Notes From the Net

PETER GABRIEL, BRIAN ENO FORM MUSICIANS' UNION The relationship of artist to the [record] business has most often been one of contract and servitude,


“The relationship of artist to the [record] business has most often been one of contract and servitude,” reads the MUDDA, Magnificent Union of Digitally Downloading Artists, Website ( “We believe the way forward must be a partnership in which the artist can take a much bigger role in how their creations are sold, but also have the chance to stand at the front of the queue when payments are made instead of the traditional position of being paid long after everyone else.” With this stance, rockers Peter Gabriel and Brian Eno have formed MUDDA to help fellow artists stand their ground in the digital-download age. Gabriel is no stranger to digital distribution, as he co-founded with Charles Grimsdale OD2 (On Demand Distribution), which hosts 300,000 tracks in MP3 and WMA formats. Details of the union were not provided.


Sony Corporation of America's new Connect™ online music service offers consumers a means to purchase music online and download to a wide variety of Sony portable devices, including Net MD™ Walkman recorders, Hi-MD Walkman recorders, ATRAC CD Walkman players and Network Walkman players. SCA has established a new subsidiary, Sony Connect Inc., to develop and manage its music service; it will be based in Santa Monica, Calif., under the management of Jay Samit.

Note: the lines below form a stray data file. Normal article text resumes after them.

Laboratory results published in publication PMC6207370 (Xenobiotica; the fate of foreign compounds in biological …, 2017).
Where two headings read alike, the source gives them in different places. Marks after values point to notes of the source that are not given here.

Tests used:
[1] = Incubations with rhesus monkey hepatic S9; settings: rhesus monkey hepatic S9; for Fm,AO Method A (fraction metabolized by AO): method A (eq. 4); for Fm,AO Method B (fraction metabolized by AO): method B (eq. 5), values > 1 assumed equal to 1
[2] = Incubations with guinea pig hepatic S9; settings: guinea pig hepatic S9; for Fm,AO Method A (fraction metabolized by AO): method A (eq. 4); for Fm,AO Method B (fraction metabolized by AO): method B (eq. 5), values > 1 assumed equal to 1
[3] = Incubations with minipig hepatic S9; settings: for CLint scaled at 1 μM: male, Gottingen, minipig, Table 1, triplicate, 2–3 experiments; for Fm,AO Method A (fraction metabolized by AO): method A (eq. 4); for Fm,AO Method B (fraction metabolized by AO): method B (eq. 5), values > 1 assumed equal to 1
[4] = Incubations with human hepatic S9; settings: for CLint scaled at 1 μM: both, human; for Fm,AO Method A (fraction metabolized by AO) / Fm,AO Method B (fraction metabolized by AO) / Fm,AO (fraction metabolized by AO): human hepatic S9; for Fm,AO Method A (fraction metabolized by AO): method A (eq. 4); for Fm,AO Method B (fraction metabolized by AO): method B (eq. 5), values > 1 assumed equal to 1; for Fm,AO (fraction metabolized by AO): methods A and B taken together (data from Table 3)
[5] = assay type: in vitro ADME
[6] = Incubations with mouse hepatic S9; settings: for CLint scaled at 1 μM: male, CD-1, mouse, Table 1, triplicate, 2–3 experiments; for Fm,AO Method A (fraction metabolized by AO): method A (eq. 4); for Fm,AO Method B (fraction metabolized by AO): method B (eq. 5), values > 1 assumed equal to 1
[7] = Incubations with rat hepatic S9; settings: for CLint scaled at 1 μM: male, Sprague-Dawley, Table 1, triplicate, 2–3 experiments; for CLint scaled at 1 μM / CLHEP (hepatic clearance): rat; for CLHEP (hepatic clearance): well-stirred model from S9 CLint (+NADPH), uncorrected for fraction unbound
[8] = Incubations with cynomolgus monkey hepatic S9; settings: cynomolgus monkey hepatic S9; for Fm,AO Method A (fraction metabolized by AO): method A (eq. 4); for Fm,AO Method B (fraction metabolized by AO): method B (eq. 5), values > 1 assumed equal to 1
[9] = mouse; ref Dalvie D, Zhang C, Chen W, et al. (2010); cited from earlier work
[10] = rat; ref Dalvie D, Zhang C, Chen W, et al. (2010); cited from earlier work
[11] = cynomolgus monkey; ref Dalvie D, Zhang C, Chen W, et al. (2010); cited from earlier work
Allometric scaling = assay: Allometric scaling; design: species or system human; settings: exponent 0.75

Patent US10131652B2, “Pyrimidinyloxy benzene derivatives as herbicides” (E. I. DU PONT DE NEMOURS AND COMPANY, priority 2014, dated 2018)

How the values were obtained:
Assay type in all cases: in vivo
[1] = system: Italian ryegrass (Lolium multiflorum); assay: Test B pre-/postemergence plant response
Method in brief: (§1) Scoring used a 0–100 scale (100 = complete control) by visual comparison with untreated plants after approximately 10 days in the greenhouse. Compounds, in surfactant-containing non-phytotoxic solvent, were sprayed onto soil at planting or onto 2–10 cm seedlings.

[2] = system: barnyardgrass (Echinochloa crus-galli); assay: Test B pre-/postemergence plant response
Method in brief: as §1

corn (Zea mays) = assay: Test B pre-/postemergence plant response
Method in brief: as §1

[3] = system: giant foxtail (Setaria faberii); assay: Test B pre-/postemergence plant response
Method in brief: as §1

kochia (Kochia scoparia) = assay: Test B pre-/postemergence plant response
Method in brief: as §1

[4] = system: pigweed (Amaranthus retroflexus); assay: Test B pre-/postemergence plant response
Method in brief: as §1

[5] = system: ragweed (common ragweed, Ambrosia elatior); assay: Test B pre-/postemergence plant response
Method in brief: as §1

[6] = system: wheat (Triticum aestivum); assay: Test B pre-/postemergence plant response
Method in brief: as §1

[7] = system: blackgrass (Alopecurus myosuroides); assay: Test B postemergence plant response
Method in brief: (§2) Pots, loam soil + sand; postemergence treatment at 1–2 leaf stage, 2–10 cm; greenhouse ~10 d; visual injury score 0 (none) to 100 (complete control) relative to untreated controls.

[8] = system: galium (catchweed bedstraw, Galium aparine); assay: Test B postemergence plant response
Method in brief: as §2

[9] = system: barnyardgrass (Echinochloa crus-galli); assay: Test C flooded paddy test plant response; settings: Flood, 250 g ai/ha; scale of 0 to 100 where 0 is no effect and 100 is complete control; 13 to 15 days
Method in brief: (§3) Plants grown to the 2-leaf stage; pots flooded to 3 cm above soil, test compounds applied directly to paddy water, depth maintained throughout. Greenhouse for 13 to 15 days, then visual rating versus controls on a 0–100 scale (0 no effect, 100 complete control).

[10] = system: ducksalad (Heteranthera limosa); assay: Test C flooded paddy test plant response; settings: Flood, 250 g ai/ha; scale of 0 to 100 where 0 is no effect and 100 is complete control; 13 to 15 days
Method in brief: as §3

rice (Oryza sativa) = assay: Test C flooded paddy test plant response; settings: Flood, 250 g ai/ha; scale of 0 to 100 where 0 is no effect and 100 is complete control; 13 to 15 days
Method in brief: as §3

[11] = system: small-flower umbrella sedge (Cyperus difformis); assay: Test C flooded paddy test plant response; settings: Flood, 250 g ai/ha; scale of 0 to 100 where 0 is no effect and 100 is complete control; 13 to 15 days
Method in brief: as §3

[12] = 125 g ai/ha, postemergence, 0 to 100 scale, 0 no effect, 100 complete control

The new Connect service will come to market in phases. After a series of test trials for a limited number of users, it will officially launch this spring; upgraded software with more flexibility, features and tighter integration with Sony products will be released in the summer. At full launch, the Connect service will feature more than 500,000 tracks from the major labels and many independents. Singles will be available for $0.99, and entire albums can be downloaded for $9.95 — without requiring a subscription. The service will feature ATRAC3 audio compression, in which music can be recorded and compressed to 132 kilobits per second, allowing consumers to store more high-fidelity audio on CD-R, MiniDisc, Hi-MD or Memory Stick media.


On the heels of a federal appeals court hearing over an entertainment industry appeal in MGM Studios v. Grokster, the P2P music-download site has launched Version 2.6.

“In this age of media monopolization and consolidation, it is critical to establish democratic and consumer-driven applications to preserve diversity of opinion and ideas,” said Henry Wilson, Grokster founder. “Big media can be countered with technology, and the people can create their own alternative to the centralized sources that pervade the traditional mediums — right from their own desktops.”

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